That’s because the long-term trend of net “real” prosperity for working class people has been down … and that’s probably not changing any time soon.

Of course, even if we’re wrong … and we’d love to be … being in affordable markets isn’t a liability.  Again, a rising tide lifts all boats.

But if an area is NOT affordable, you may not have a healthy supply of tenants able to pay your rent …

… and you risk being on the wrong end of a price war to maintain occupancy.

Of course, determining a market’s rental “affordability” is a tad more complicated than just running a pro forma P&L on a specific property.

For example, if rents are low, is the area automatically “affordable”?  Or if rents are rising, is the area becoming less affordable?

Not necessarily.

Affordability is about the ratio between wages and incomes, how many people in an area can afford the area’s rent, and comparing one market to another.

Maybe in an area where rents are rising, wages are going up even faster.  More people start moving in to earn those higher wages, which increases the number of people who can afford the rent.

So rents could be rising, yet the area is becoming more affordable.

Like we said … it’s a little complicated.

Fortunately, there are smart people who study these things and produce fancy reports we can peruse for clues … about markets, trends, and where opportunities are.

New York University’s (NYU) Furman Center cranks out all kinds of research related to housing … including their recently released 2017 National Rental Housing Landscape report.

Page 10 of this report caught our eye because it charts 53 big city areas (“metros”) and compares “share of renter households that were rent burdened” in 2015 versus 2012.

They define “rent burdened” as those tenants paying 30% or more of their income on rent.

Obviously, when a smaller percentage of people in a region are rent burdened, it means a greater percentage can afford to pay whatever the going rent is … and absorb increases in rent or other living expenses.

This puts a little recession insulation in your income property portfolio.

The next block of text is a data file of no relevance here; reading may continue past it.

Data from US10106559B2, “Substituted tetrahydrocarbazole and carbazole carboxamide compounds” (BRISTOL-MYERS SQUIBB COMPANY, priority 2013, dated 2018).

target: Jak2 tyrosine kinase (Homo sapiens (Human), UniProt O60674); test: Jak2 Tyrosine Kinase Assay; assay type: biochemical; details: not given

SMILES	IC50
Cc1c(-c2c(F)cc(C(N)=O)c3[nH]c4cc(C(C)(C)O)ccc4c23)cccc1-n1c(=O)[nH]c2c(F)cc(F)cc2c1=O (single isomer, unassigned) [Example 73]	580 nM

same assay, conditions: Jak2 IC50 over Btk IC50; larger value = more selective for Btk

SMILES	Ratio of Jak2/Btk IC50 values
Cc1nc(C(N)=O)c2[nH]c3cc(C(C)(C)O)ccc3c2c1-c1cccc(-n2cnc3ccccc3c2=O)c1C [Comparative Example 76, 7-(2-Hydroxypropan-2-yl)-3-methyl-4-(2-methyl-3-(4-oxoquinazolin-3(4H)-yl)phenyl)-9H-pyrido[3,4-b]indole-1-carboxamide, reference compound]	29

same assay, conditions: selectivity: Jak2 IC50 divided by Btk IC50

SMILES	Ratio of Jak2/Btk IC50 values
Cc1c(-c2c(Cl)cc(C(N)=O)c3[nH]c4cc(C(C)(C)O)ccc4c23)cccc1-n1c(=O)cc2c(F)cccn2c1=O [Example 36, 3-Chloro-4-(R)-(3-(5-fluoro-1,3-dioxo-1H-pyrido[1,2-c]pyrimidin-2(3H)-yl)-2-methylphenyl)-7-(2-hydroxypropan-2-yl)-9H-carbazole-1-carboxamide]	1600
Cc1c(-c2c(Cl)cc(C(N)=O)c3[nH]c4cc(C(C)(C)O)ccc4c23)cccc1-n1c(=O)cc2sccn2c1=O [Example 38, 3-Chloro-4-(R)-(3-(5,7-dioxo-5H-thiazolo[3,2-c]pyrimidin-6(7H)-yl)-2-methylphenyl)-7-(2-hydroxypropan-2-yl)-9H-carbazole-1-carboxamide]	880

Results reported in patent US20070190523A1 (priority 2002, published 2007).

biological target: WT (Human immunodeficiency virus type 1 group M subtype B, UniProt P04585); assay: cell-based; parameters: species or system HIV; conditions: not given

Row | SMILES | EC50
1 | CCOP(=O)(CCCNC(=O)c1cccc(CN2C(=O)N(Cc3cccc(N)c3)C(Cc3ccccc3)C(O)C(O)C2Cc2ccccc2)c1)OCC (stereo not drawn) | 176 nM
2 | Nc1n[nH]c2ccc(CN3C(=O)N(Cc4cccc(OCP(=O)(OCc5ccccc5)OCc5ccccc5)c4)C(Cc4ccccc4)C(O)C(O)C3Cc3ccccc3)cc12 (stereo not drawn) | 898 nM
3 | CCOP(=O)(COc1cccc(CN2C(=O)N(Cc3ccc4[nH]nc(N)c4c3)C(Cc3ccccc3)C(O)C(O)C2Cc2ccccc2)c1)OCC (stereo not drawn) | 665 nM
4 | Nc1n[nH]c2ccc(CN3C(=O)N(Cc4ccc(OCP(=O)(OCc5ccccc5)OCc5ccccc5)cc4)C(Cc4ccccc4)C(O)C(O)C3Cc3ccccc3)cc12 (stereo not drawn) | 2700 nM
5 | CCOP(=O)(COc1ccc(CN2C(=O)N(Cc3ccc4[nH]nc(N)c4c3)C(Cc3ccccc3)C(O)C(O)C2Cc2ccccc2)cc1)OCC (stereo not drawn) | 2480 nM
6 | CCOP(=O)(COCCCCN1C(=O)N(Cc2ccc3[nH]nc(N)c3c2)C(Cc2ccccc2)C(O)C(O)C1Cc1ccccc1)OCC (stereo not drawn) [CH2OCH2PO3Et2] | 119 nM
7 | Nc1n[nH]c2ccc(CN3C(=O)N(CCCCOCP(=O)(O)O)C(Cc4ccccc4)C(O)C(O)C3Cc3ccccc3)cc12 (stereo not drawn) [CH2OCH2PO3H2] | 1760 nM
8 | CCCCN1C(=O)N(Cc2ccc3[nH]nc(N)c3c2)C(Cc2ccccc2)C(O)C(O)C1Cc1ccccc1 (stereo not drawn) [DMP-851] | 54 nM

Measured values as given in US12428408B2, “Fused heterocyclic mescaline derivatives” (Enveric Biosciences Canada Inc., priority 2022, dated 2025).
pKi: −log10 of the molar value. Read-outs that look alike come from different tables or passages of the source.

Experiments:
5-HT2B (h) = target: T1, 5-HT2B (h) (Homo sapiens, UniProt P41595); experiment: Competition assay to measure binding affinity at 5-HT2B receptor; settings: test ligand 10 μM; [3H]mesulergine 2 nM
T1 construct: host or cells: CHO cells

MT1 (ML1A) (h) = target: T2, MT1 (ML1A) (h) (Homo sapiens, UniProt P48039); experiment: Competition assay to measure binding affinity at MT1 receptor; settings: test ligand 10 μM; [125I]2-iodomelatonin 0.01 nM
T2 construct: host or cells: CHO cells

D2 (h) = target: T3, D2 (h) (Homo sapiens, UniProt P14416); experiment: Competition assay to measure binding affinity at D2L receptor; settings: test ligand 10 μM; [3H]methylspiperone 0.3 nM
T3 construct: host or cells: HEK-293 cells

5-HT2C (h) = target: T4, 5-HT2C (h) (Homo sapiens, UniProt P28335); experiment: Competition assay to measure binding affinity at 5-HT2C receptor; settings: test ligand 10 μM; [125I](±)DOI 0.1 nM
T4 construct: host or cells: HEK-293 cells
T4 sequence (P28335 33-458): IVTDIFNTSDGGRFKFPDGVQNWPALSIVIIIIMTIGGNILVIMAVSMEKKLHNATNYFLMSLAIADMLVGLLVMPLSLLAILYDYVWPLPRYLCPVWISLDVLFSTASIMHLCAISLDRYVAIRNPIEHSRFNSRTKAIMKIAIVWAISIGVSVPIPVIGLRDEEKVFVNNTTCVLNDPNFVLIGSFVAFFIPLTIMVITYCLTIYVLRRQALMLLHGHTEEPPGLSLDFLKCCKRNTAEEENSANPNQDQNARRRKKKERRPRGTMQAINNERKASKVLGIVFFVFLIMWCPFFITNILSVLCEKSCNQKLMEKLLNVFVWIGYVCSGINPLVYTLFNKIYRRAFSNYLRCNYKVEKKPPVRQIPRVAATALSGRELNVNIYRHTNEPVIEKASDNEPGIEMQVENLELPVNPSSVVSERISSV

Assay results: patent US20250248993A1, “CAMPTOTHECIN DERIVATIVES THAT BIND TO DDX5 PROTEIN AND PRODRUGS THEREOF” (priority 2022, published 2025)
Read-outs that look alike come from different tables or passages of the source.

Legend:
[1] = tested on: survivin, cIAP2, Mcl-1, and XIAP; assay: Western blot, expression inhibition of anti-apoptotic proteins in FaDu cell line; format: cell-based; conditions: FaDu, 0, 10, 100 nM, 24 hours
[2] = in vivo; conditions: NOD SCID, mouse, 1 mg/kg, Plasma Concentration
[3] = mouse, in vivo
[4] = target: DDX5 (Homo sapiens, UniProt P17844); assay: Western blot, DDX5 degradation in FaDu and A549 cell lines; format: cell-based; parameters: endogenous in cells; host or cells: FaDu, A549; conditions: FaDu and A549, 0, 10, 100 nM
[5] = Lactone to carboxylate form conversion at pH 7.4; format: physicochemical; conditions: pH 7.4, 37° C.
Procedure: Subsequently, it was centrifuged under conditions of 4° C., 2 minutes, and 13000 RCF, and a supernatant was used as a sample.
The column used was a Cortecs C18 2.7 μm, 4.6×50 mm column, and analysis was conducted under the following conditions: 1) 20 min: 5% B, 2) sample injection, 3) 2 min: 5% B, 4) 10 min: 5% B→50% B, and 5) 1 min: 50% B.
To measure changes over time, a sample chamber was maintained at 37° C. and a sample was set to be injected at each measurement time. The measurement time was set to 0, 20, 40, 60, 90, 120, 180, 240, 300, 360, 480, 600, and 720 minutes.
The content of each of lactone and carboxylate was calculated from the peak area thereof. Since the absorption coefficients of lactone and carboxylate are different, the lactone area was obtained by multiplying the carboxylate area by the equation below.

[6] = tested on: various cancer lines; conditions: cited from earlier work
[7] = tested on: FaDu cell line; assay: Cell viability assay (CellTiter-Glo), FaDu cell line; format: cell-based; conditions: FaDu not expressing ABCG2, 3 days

So a number that “makes sense” for a market could be a low percentage of renters who are rent burdened.

Of course, it’s also wise to understand why rents are low relative to incomes.

It could be driven by falling rents (bad), rising wages (good), increases in rental stock (maybe bad), net in-migration (good), or any combination of those and other factors.

So we’re not here to suggest simply because an area is becoming more affordable, it’s automatically a great market to invest in.

But it’s a clue … and worthy of further investigation.

What’s nice about the NYU Furman report is it compares 2012 to 2015 … so you can see whether a metro is trending better or worse for this particular metric.

If a market is more affordable in 2015 than it was in 2012, it’s positive in terms of the number of people who can afford to pay the going rent.  More qualified prospective tenants is a good thing.

Of course, if affordability is driven by primarily by falling rents and rising vacancies, it’s a red flag.

But markets with increasing affordability, and stable rents and occupancies, should probably end up on a short list of markets to pay a visit to.

We’d probably further narrow the list to cities where median rents are in the middle to lower price range compared to other markets …

… because if there’s macro-pressure on renters … say rising expenses in food, energy, healthcare, taxes, or interest … they may move to more affordable areas to find some budget relief.

In tough times, people don’t typically move to more expensive areas. They look for places that are more affordable compared to where they are.

Again, it’s EASY to invest in a rising tide.  But it’s always smart to be ready for if (when) the tide goes out.

All things being equal, a market with rents to the mid-to-low range on a national scale is probably safer when sailing into uncertain economic seas.

So have some fun in the report … toggling between page 6 (median rent by metro) and page 10 (share of rent burdened households).

Look for metros which are affordable locally based on a low percentage of rent burdened population, with increasing affordability from 2012 to 2015 …

… and also affordable nationally when compared to the average rents of other metros.

Kansas City is best for lowest population of rent burdened, with a solid improvement from 2012 to 2015 … and it’s more affordable nationally than two-thirds of the list.

Oklahoma City, Cincinnati, Louisville, and Salt Lake City all also look pretty strong based on these metrics.

Again, this isn’t a final conclusion about great housing markets.  But it’s one set of numbers to consider when looking for markets to investigate.

Until next time …. good investing!


 More From The Real Estate Guys™…

The Real Estate Guys™ radio show and podcast provides real estate investing news, education, training, and resources to help real estate investors succeed.